However, these two texts must be used with some caution. Although tradition has the collection of the Mishnah beginning just after the destruction of the Second Temple in A.D. 70, the laws were not written down until around the year 200 CE.[6] Carolyn Osiek sums up well the care that must be applied with using the Mishnah to make judgements about Jesus’ time. She notes that the Mishnaic law is not clear on the ability of women to serve as witnesses and that “use of these sources to shed light on first-century Judaism must always be done with caution, since the compilations were done several centuries later.”[7]

Though the Josephus text is closer in provenance to the time of Jesus, the actual law that Josephus ascribes to Moses is not found in the traditional Deuteronomic text nor in the rest of the Old Testament Scriptures. In the Josephus text we simply may have Josephus’ view of the credibility of women and not a wider cultural assumption of the value of women’s testimony. In fact, there may even be a category mistake in using these legal texts. Women could not bring accusations against another person, but they were considered reliable on issues specific to women, in business matters, and when a woman was the only one present.[8] However, these situations and settings regarding a woman’s testimony in judicial cases are different than the context of divine revelation or religious knowledge that the women at the empty tomb received.

From the above Greco-Roman and Jewish sources we are left with some historical plausibility to view the testimony of women as sufficiently embarrassing. However, the late dates for the Mishnah and the potential bias of Josephus leave us with some doubt about how the testimony of women was actually received at the time of Jesus. The next post will examine one more source closer to the time of Jesus and see if it gives us greater historical accuracy.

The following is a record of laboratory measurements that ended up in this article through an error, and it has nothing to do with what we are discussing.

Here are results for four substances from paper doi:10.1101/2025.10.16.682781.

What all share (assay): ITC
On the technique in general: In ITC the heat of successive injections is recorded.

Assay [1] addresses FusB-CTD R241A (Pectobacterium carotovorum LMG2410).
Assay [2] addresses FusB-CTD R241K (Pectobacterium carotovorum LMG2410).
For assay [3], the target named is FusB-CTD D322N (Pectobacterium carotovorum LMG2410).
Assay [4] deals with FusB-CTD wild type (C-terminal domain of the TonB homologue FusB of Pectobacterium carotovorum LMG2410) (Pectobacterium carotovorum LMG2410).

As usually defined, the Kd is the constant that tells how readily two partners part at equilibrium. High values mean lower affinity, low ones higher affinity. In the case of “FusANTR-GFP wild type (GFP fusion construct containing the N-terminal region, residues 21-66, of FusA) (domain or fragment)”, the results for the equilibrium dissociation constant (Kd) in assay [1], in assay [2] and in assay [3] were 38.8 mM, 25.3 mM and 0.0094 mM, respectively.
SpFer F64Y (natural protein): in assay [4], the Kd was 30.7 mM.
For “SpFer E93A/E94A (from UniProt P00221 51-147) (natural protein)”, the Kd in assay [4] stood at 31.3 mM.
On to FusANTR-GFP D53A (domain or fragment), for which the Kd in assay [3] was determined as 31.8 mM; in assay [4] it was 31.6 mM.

[1] Margaret Y. MacDonald, Early Christian Women and Pagan Opinion: The Power of the Hysterical Woman (New York: Cambridge University Press, 1996), 123.

[2] Strabo and Horace Leonard Jones, The geography of Strabo: in eight volumes. 1: Books 1 – 2, Reprinted., The Loeb classical library 49 (Mass.: Harvard Univ. Press, 1997), 70.

[3] Origen, “Origen against Celsus,” in Fathers of the Third Century: Tertullian, Part Fourth; Minucius Felix; Commodian; Origen, Parts First and Second, ed. Alexander Roberts, James Donaldson, and A. Cleveland Coxe, trans. Frederick Crombie, vol. 4, The Ante-Nicene Fathers (Buffalo, NY: Christian Literature Company, 1885), 453.

[4] “Mishnah Rosh Hashanah 1:8” Sefaria. (Accessed January 21, 2019).

[5] Flavius Josephus and Flavius Josephus, Books IV-VI, trans. Thackeray and Ralph Marcus, Reprint., Jewish antiquities 6 (Mass: Harvard University Press, 2005), 107.

[6] Elizabeth Shanks Alexander, “Mishnah,” in The Cambridge Dictionary of Judaism and Jewish Culture, ed. Judith Reesa Baskin, 434-436 (New York: Cambridge University Press, 2011), 435.

[7] Carolyn Osiek, “The Women at the Tomb: What Are They Doing There?,” HTS Teologiese Studies / Theological Studies 53, no. 1/2 (January, 1997), 104.

[8] Osiek, 104.